So God is not a necessary explanation, which leaves empirical demonstration as their only avenue. But theists can offer no empirical evidence against the possibility that the rules of the universe had an unintelligent cause, nor can they offer any empirical evidence proving an intelligent cause. Once again, their entire argument is derived solely from what is “easier” for them to “imagine,” and thus they prime themselves to ignore every answer but their own. This is an invalid method. How or why the universe has the rules it has is an empirical question that can only be answered through empirical observation–it cannot be answered with logical reasoning, nor with wishful thinking.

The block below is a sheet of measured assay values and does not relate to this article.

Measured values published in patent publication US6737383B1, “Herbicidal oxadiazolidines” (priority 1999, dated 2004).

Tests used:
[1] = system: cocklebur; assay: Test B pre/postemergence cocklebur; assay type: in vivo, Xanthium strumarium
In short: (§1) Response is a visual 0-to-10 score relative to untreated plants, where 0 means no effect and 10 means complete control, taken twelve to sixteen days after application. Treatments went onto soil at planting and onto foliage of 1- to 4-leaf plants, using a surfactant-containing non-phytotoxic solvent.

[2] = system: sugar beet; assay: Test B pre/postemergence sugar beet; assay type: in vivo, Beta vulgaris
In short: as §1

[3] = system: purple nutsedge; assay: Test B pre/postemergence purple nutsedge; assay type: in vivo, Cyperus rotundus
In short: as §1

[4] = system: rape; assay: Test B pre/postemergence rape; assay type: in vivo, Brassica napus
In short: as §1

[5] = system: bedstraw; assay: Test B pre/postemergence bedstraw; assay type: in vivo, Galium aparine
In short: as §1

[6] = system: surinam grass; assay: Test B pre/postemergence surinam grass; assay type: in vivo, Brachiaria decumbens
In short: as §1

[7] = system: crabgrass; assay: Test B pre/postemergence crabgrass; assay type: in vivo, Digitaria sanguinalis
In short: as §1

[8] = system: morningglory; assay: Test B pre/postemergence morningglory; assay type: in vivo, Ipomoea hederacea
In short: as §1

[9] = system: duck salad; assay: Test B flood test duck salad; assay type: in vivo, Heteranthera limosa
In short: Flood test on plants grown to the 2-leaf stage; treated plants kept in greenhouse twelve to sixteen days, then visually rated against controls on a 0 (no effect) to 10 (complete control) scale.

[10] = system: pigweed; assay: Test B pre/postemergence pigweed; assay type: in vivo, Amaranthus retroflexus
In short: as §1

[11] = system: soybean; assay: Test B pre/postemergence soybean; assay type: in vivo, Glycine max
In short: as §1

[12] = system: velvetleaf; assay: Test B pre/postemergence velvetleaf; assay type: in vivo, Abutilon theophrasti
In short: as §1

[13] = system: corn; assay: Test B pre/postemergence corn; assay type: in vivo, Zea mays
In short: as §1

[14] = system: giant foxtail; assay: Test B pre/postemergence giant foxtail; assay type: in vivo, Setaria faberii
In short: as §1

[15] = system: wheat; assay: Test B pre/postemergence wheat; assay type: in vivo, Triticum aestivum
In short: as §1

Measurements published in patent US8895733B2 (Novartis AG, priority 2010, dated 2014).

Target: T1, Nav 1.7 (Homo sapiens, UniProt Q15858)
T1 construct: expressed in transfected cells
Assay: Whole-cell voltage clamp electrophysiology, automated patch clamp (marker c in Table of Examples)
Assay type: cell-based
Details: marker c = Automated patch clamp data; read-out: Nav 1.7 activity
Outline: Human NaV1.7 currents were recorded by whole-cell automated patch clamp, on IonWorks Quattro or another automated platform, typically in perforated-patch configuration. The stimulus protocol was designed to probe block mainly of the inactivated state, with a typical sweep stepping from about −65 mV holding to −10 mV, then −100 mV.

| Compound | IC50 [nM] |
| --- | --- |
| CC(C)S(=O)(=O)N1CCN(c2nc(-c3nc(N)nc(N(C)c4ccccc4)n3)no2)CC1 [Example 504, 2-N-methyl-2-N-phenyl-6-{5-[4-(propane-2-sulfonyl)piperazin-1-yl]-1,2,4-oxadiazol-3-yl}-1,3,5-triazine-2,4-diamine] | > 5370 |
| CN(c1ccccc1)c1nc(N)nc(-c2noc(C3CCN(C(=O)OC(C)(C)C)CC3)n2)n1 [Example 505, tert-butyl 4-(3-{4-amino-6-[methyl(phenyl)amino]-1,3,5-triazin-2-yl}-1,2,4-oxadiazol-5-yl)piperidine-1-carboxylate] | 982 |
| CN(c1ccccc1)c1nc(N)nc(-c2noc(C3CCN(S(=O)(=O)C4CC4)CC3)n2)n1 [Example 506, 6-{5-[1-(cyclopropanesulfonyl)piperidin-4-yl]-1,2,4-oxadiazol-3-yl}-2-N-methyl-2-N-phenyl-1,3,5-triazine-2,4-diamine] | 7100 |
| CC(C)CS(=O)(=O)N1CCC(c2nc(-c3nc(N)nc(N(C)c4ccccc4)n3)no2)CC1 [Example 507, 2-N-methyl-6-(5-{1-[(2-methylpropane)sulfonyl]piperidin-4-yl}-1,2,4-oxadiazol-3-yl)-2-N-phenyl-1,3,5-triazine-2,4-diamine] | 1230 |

The second problem with teleological arguments is scientific and statistical illiteracy. Beck gives us some classic examples, which are typical of all other similar arguments made in many other books. He first declares that “we can calculate the probability of an event’s occurrence…to indicate whether [phenomena] might occur as a result of the normal randomness permitted by the laws of physics” (156). Then he gives as examples (citing Hugh Ross) the “mass density of the universe…polarity of the water molecule…[and the] oxygen quantity in [the Earth’s] atmosphere” (157). But we do not even know what the “normal randomness permitted by the laws of physics” would produce in any of these cases, so he is essentially telling us that we can do something (calculate their probability) which in fact we cannot do. If he understood more about astrophysics he would know this, but such scientific illiteracy typifies apologetic works.